Do you ever look at your energy bill and wonder what it all means? If your answer to that question is “yes,” then you might be interested to learn how demand impacts your utility bill.
How electricity is made and delivered
Before Southeastern Indiana REMC can send electricity to your home, that electricity needs to be generated by a generation and transmission cooperative (G&T). Once the electricity has been generated, it travels over high-voltage transmission lines to substations, where the voltage is reduced to a safer level. The electricity then travels over distribution power lines and finds its way into your home. So, while you pay your bill to us — your electric distribution cooperative — we don’t actually generate the electricity you use. That is the job of the G&T.
We do help to determine how much electricity our members need to power their homes and businesses, and you play a big part in determining how much electricity the G&T needs to create in order to keep the lights on in our community. That is where these terms “consumption” and “demand” come in.
Consumption is measured in kilowatt-hours (kWh). Demand is measured in kilowatts (kW). A lightbulb “consumes” a certain number of watts, let’s say 100 watts per hour. If that lightbulb stays on for 10 hours, it “demands” a certain number of kilowatts (in this case, 1 kW) from the generation station producing electricity. Now, if you turn on 10 100-watt lightbulbs in your home for one hour, you are still consuming the same number of kW. However, you are placing a demand on the utility to have those kW available to you over the course of one hour, instead of 10. This requires the generation and transmission plant to produce more power in less time in order to meet your demand.
SEIREMC purchases kilowatt-hours from the G&T based on the average demand of our members. Peak demand refers to the time of day when the demand for electricity is highest. This is typically during the evening when families return home from work or school, cook dinner and use appliances the most. Using electricity during this peak demand period often costs SEIREMC more. You may not see these price differences on your home’s energy bill because we average these costs into one amount per kilowatt-hour (kWh). However, high demand days can eventually lead to higher average costs for everyone.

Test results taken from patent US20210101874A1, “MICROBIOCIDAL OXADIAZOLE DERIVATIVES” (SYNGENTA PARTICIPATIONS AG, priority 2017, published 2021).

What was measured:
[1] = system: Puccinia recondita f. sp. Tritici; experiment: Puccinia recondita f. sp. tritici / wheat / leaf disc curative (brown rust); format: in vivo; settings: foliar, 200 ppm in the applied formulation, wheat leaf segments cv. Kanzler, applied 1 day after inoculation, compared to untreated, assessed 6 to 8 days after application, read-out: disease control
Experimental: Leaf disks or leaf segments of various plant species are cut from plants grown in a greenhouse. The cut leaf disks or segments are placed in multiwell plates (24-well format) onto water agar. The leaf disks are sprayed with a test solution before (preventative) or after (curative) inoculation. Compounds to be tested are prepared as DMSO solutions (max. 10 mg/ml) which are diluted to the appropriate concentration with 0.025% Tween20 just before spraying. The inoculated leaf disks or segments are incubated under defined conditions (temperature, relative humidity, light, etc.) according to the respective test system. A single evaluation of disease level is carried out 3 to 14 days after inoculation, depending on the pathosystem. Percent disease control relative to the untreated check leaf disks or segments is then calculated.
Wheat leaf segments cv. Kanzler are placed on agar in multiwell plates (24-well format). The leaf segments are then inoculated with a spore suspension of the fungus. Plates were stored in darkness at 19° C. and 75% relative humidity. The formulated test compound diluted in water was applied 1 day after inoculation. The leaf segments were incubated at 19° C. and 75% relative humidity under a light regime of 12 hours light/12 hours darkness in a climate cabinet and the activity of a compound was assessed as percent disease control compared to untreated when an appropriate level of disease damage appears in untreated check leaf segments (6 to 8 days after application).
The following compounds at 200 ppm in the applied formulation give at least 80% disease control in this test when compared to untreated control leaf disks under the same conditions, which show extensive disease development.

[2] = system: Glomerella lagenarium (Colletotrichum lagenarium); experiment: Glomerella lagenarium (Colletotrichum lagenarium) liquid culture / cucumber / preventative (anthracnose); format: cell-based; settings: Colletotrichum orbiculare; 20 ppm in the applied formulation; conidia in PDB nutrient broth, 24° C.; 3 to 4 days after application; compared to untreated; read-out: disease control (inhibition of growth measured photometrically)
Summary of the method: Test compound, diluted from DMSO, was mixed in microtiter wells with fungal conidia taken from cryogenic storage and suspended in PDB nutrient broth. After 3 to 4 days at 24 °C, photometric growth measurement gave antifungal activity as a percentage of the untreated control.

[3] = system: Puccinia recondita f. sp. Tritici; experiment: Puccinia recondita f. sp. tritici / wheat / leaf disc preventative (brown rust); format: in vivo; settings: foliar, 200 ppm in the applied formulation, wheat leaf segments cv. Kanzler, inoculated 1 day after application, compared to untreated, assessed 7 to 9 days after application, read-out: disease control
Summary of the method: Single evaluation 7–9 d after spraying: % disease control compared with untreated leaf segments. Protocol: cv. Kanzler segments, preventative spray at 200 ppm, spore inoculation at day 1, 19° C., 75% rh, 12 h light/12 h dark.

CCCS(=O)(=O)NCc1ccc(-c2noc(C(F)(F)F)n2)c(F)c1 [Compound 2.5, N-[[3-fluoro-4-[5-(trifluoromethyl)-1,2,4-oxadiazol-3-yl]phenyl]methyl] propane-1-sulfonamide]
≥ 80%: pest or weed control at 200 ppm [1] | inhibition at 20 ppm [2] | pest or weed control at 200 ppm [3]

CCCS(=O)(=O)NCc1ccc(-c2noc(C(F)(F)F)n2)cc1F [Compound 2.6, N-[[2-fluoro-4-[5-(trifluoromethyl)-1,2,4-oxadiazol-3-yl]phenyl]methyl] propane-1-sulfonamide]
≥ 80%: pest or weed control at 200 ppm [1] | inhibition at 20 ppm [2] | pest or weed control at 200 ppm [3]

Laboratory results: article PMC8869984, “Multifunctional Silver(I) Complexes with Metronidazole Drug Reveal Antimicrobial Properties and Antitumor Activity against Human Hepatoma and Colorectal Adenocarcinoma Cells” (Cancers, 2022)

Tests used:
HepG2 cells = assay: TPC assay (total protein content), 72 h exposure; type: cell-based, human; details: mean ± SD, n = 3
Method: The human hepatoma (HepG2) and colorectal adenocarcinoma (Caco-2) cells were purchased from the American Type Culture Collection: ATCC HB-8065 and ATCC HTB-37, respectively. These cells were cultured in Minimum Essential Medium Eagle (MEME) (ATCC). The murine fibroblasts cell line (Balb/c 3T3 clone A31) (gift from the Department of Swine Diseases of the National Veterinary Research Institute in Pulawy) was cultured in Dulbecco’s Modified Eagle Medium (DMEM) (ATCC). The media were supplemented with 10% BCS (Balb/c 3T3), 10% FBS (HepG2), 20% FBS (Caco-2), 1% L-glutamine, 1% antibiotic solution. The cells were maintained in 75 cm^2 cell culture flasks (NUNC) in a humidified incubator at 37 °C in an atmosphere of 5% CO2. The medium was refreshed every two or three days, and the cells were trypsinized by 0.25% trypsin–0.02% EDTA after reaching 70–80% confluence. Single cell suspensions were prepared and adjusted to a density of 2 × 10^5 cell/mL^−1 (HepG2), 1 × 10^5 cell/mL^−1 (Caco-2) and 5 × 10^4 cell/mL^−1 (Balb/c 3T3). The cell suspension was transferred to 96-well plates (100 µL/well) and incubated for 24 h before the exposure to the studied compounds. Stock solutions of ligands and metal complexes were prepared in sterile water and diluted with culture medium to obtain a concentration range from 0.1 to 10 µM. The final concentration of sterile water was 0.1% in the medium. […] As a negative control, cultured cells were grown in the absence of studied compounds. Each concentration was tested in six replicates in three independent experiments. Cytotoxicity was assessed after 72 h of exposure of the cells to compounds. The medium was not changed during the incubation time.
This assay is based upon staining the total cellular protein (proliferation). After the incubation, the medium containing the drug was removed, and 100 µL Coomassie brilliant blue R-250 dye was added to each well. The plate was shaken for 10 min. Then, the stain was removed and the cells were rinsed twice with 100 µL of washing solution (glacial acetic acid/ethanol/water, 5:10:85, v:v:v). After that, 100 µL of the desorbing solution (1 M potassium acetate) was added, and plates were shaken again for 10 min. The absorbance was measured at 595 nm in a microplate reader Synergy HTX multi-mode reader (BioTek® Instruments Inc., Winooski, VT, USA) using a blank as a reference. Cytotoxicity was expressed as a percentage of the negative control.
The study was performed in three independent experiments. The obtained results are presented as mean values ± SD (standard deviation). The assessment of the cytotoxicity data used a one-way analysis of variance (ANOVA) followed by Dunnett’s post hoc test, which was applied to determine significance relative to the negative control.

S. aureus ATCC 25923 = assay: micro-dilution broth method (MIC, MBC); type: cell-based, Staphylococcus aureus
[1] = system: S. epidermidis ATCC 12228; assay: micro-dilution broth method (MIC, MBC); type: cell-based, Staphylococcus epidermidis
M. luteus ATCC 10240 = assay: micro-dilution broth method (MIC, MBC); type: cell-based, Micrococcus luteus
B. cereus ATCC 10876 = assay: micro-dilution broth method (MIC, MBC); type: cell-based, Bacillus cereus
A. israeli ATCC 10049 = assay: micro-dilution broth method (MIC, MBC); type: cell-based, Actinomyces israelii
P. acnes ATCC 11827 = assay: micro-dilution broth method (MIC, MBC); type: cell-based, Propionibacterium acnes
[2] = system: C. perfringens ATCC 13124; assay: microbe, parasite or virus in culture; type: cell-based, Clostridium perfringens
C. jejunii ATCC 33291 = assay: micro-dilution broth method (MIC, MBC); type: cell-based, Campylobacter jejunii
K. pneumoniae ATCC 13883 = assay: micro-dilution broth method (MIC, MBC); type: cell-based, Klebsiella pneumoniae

Demand is the reason your electricity bill fluctuates season to season and even year to year. SEIREMC’s energy costs are the most expensive in the summer months (June, July and August) from 5-8 p.m., and during the winter months (December, January and February) from 7-10 a.m. and from 5-8 p.m.
Load management programs
SEIREMC offers advice, special rates and programs that help limit the peak demand or shift energy use to off-peak periods. By doing this, we can avoid the need to build new power plants or purchase energy on the market to meet increasing demand.
Generating and distributing power can be a tricky and complicated business but rest assured Southeastern Indiana REMC will always meet the necessary demand to provide safe, reliable and affordable electricity to your family.
Generac Generator Program
Southeastern Indiana REMC offers huge member discounts on the total home backup generator and portable generators. SEIREMC is able to install total home backup generators and transfer switch at any member’s residential premises. seiremc.com/content/generator-0
Residential consumers receive service under the TOU rate for a minimum of 12 consecutive months. Energy charges vary between off-peak, on-peak and critical-peak times. The rate incentivizes members to adjust routines and shift energy use to off-peak periods. seiremc.com/content/
Beat the Peak
Beat the Peak is a voluntary program of Southeastern Indiana REMC designed to encourage members to reduce their energy use during peak demand periods. You will not see a credit on your bill for conserving energy nor will you be charged more for power if you do not conserve. seiremc.com/content/beat-peak-program